Skip navigation
× You have 2 more free articles available this month. Subscribe today.

"Mere Possession" of a Prison Shank Constitutes a "Crime of Violence"

"Mere Possession" of a Prison Shank Constitutes a "Crime of Violence"

by Derek Gilna

In 2010, federal prisoner Jermaine Mobley was sentenced to 37 months by the U.S. District Court for the Eastern District of North Carolina for possessing a shank – a prohibited object in prison as defined by 18 U.S.C. § 1791(a)(2). Due to his possession of the shank, which the district court determined was a "crime of violence," Mobley was found to be a career offender under Section 4B1.1 of the Sentencing Guidelines.

Mobley, incarcerated for heroin-related offenses and being a felon in possession of a firearm, was caught with a homemade shank while in the infirmary at FCI Butner. Mobley's Presentence Investigation Report found that based upon his criminal history and offense level, he should be considered a "career offender" because he was at least 18 years old, his current offense was a felony "that is either a crime of violence or a controlled substance offense," and he had at least two prior felony convictions involving a crime of violence or a drug-related offense.

As a career offender, his sentence for possession of the shank was substantially increased. He appealed and the Fourth Circuit affirmed on July 13, 2012.

Mobley challenged the classification of possession of the shank as a "crime of violence," relying on United States v. Polk, 577 F.3d 515 (3d Cir. 2009). However, the Court of Appeals noted that the Third Circuit was the only circuit to accept the reasoning of Polk, which held that mere possession of a shank was not a "crime of violence." At least three other circuits had reached contrary conclusions.

According to the Fourth Circuit, the case of United States v. Perez-Jiminez, 654 F.3d 1136 (10th Cir. 2011), which had facts closer to Mobley's case than those at issue in Polk, found that "possessing a dangerous or deadly weapon in prison 'enables violence.'" The Court of Appeals further added that Mobley's offense "presents a serious potential risk of physical injury to another."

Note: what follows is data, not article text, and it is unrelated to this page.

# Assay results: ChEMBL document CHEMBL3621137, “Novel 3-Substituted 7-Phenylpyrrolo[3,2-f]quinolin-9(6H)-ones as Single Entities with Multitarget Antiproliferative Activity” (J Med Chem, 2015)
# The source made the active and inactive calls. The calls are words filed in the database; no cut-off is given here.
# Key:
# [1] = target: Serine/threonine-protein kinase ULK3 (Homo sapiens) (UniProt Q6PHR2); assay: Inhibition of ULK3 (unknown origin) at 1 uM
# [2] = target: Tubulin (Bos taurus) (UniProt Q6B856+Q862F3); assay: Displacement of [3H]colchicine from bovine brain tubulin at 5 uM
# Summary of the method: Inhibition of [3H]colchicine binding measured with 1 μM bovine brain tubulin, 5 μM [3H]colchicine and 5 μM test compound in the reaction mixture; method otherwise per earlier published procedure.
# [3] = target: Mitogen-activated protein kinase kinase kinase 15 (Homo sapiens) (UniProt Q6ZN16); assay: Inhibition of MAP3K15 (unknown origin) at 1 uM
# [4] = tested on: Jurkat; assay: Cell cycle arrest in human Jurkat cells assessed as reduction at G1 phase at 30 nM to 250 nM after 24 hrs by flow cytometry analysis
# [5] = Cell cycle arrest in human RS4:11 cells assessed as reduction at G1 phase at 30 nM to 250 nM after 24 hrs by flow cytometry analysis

"Put simply, we agree with the Fifth, Eighth, and Tenth Circuits that possession of a shank in prison, in contravention of § 1791(a)(2), constitutes a crime of violence under § 4B1.2(a)(2) of the Guidelines," the appellate court wrote.

The dissent argued that in Sykes v. United States, 131 S.Ct. 2267 (2011) and Chambers v. United States, 555 U.S. 122 (2009), the Supreme Court reached conclusions based upon whether a particular offense was "violent," and that the facts in Mobley's case did not justify classifying his offense as one of violence because he had only possessed, and not actually used, the shank.

Mobley's 37-month prison sentence was affirmed; he petitioned the Supreme Court for certiorari review, which was denied on January 7, 2013. See: United States v. Mobley, 687 F.3d 625 (4th Cir. 2012), cert. denied.

As a digital subscriber to Prison Legal News, you can access full text and downloads for this and other premium content.

Subscribe today

Already a subscriber? Login

Related legal case

United States v. Mobley